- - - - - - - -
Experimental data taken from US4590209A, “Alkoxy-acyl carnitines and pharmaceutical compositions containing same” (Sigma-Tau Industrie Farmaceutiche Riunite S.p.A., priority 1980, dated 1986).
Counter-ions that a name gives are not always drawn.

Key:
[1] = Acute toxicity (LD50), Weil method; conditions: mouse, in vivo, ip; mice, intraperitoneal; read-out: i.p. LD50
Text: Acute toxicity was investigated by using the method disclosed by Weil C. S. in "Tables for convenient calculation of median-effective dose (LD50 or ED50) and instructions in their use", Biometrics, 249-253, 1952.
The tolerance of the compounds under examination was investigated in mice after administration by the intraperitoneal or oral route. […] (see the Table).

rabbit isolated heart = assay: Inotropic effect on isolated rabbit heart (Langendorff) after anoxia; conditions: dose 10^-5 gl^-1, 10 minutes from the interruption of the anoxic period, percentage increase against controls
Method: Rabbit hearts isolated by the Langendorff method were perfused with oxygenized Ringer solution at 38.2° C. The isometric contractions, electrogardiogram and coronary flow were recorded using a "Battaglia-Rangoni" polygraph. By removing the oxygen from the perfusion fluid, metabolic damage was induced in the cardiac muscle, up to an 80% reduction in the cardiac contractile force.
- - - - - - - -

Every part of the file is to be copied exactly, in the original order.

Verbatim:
Experimental data taken from US4590209A, “Alkoxy-acyl carnitines and pharmaceutical compositions containing same” (Sigma-Tau Industrie Farmaceutiche Riunite S.p.A., priority 1980, dated 1986).
Counter-ions that a name gives are not always drawn.

Key:
[1] = Acute toxicity (LD50), Weil method; conditions: mouse, in vivo, ip; mice, intraperitoneal; read-out: i.p. LD50
Text: Acute toxicity was investigated by using the method disclosed by Weil C. S. in "Tables for convenient calculation of median-effective dose (LD50 or ED50) and instructions in their use", Biometrics, 249-253, 1952.
The tolerance of the compounds under examination was investigated in mice after administration by the intraperitoneal or oral route. […] (see the Table).

rabbit isolated heart = assay: Inotropic effect on isolated rabbit heart (Langendorff) after anoxia; conditions: dose 10^-5 gl^-1, 10 minutes from the interruption of the anoxic period, percentage increase against controls
Method: Rabbit hearts isolated by the Langendorff method were perfused with oxygenized Ringer solution at 38.2° C. The isometric contractions, electrogardiogram and coronary flow were recorded using a "Battaglia-Rangoni" polygraph. By removing the oxygen from the perfusion fluid, metabolic damage was induced in the cardiac muscle, up to an 80% reduction in the cardiac contractile force.